Sports Pet Peeve #6a: The fact that an NBA player can force a team to buy-out his contract so he can sign with another team. In essence, it's “double-dipping” (which for me also happens to be Non-Sports Pet Peeve #16 but that’s a whole different story).
Need an example to make things more clear? Let’s look at the Alonzo Mourning from a few years back. The New Jersey Nets signed Mourning to a 4-year, $22-million contract. Two years into the deal, the Nets trade Mourning to the Toronto Raptors. Mourning refuses to play for the Raptors and demands a buyout. The Raptors, with seemingly no choice, oblige. They give ‘Zo $10 million to rid themselves of him. Shortly thereafter, ‘Zo signs a new free agent contract with the Miami Heat. So, now ‘Zo is getting paid by the Raptors and the Heat. Double-dipping at its finest.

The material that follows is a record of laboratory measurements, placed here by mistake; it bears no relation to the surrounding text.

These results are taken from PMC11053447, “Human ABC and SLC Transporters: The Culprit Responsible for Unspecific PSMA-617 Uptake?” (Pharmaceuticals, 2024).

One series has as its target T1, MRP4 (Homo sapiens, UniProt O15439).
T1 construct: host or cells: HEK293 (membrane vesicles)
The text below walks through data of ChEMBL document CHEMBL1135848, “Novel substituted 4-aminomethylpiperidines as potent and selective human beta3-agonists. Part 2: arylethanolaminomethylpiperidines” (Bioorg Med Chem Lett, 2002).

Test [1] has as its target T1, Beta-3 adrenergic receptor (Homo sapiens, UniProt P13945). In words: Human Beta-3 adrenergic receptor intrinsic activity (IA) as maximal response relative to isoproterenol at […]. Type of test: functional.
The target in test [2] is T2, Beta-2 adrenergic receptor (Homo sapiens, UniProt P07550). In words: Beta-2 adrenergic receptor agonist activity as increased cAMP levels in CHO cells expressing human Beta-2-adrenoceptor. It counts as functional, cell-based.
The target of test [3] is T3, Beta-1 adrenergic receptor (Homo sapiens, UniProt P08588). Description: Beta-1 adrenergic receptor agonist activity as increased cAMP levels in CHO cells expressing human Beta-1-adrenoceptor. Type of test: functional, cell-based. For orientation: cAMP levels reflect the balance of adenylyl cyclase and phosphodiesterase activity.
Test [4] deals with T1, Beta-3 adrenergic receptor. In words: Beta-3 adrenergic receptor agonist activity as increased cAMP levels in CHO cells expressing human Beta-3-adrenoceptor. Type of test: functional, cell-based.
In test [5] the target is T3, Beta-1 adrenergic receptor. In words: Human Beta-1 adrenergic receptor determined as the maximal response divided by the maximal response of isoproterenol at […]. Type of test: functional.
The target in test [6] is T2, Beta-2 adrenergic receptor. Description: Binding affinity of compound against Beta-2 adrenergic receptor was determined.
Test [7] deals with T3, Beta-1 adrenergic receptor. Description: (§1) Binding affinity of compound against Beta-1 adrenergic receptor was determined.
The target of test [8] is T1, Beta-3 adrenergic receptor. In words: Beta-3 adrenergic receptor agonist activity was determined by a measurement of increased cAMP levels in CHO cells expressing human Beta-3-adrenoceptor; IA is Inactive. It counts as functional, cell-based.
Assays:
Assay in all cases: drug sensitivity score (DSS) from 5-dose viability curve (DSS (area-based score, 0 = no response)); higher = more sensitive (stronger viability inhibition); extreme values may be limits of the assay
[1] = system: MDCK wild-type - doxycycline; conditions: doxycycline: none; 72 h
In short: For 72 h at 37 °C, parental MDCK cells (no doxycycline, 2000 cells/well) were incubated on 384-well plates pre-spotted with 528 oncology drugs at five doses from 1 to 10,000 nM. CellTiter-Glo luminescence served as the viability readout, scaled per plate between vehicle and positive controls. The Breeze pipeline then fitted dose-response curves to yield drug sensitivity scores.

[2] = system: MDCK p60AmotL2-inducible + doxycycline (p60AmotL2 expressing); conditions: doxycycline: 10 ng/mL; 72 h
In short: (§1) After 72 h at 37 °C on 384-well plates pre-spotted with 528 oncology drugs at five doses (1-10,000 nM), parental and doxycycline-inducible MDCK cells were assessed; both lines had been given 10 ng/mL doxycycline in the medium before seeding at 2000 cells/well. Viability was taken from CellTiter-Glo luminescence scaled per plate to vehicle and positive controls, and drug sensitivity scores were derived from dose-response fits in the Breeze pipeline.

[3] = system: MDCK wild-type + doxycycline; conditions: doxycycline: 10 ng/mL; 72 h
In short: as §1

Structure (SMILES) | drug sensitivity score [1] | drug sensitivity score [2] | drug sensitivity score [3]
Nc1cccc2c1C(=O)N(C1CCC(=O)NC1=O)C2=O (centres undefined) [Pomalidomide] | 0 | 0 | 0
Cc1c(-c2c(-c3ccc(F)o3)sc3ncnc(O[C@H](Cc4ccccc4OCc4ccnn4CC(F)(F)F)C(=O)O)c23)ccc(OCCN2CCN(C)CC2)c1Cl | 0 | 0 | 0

#6b: The fact that when a team releases a player, he gets paid the remainder of his contract by that team, and can sign a new, additional contract with a new team.
Need an example? Let’s look at Qyntel Woods, who was drafted in the 1st Round of the 2002 NBA Draft. The Boston Celtics recently released Woods with 1-year, $750,000 remaining on his contract. The New York Knicks signed Woods (yes, this is the same Q-Woods accused of running a pit bull fighting ring in Oregon, but we’ll save that one for a later date) meaning they owe him the prorated NBA minimum for the rest of the season (about $500,000). So, Woods will be rewarded for being released. This season he’ll make approximately $1.25 million.
I was watching a "Best of ESPN Commercials" recently and was reminded of those “Without Sports . . .” ads? Well, if I had a say I’d add this one: Without sports this woman would not be caught dead with this man.